To me, it signaled a fundamental lack of understanding of the lives of the women who count on Planned Parenthood for health care. I knew we were in for the fight of our lives.

HG: Of all the things you discuss in Make Trouble, which topic is closest to your heart?

CR: I had so much fun writing about my kids— what I’ve learned from raising them, and what they’ve taught me. I firmly believe that parenting is great training for organizers and change-makers. If you can wrangle the costumes for the school play in between work meetings, you can definitely get a group together to make calls to your member of Congress!

HG: What makes you feel empowered? How can others find empowerment?

CR: My mom used to tell me, “Cecile, you only get one life, and this is it. There are no do-overs, and no second chances.” I’ve thought about those words at every turning point in my life like when I was applying for a job I didn’t feel qualified for as president of Planned Parenthood. I think about them now when I meet women who are doing things they could never have imagined themselves doing, like running for office or taking on their member of Congress at a town hall.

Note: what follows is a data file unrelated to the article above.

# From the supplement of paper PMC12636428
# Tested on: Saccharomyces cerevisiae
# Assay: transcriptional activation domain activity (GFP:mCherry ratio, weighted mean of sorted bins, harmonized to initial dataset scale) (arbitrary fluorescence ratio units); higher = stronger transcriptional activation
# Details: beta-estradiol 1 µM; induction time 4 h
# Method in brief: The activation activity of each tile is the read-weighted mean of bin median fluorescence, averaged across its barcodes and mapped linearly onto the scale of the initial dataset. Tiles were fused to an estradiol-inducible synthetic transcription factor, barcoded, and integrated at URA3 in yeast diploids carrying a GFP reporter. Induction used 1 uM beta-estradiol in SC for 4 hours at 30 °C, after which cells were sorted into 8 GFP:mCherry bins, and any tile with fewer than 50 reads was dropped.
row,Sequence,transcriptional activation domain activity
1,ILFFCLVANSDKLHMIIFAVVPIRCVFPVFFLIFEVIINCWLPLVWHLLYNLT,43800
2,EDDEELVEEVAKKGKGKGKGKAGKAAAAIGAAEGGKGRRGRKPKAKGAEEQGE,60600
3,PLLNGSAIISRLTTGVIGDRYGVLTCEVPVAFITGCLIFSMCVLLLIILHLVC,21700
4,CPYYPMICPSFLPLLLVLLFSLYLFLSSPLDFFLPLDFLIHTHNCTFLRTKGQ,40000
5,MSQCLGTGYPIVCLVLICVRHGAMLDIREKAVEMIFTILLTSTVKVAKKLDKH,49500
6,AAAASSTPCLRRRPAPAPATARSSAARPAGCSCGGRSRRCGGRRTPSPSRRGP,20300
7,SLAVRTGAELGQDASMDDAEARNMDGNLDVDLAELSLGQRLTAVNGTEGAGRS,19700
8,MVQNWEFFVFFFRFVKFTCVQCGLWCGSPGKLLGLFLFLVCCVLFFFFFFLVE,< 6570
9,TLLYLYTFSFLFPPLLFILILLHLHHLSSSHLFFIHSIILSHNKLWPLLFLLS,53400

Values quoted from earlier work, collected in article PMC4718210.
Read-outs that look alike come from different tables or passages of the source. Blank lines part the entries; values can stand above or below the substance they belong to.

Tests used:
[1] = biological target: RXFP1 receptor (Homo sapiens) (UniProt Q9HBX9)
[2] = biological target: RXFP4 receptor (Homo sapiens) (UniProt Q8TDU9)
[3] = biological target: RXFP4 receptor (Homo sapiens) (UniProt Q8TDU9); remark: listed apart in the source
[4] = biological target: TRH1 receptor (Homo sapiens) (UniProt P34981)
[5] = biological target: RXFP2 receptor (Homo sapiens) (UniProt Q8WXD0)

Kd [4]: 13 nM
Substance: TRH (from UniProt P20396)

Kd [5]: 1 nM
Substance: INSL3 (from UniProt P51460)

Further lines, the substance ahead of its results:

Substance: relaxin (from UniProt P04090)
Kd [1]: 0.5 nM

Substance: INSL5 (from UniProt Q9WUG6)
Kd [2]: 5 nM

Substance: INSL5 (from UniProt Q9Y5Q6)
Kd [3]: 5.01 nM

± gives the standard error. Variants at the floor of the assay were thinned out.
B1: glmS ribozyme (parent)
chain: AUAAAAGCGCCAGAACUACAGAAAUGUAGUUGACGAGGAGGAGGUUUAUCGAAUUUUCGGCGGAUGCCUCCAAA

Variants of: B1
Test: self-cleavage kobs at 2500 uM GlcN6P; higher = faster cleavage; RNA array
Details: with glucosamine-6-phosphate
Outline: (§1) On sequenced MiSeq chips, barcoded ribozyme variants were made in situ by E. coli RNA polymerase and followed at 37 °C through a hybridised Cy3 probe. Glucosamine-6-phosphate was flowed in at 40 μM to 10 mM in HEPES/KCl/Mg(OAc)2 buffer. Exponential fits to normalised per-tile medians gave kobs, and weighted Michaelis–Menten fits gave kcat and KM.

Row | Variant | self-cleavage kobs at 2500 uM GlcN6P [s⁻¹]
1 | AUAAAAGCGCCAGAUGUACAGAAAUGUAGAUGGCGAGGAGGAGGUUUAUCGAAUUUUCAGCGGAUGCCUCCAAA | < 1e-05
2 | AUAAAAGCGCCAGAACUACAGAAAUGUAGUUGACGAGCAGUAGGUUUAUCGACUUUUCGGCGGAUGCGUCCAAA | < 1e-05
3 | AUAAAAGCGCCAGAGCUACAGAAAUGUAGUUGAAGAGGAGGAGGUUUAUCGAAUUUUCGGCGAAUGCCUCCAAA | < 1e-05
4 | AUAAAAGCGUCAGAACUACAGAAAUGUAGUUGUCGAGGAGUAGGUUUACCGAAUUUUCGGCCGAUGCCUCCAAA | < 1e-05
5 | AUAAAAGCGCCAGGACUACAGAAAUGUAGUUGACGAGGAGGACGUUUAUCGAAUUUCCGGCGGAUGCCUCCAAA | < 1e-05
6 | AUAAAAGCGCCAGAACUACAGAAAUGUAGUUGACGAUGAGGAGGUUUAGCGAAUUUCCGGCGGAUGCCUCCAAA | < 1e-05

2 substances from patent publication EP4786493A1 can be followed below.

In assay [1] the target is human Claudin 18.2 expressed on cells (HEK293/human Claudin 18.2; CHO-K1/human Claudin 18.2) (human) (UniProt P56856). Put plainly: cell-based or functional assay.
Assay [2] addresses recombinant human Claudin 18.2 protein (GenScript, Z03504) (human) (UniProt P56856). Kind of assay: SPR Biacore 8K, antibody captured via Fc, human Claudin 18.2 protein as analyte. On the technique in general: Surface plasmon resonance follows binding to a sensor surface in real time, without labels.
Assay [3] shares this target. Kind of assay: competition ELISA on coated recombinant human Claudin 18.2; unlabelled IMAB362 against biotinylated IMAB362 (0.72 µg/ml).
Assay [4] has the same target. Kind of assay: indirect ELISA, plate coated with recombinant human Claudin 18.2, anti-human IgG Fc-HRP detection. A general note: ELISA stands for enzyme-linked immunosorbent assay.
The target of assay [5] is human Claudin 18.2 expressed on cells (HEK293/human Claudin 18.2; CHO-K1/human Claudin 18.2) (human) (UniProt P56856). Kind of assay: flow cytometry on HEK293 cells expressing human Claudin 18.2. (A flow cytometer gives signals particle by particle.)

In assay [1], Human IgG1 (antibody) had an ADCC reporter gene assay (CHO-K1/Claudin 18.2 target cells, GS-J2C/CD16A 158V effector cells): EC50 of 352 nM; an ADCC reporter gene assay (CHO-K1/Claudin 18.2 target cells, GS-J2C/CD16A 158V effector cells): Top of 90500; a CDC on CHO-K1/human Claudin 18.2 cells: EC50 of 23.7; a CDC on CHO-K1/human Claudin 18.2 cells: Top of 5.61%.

HG: How will you be continuing your legacy as a defender of women’s rights once you leave Planned Parenthood?

CR: I’m leaving my position at Planned Parenthood, but I’m definitely not leaving the field! I intend to continue to fight for women as one of Planned Parenthood’s 11.5 million proud supporters. I’ll be out there campaigning for candidates who stand with women, and doing everything I can to empower women to make our voices heard and to vote! If we do, we can change the direction of this country.

Cecile Richards’s book, Make Trouble (Touchstone) is available now.

Advertisement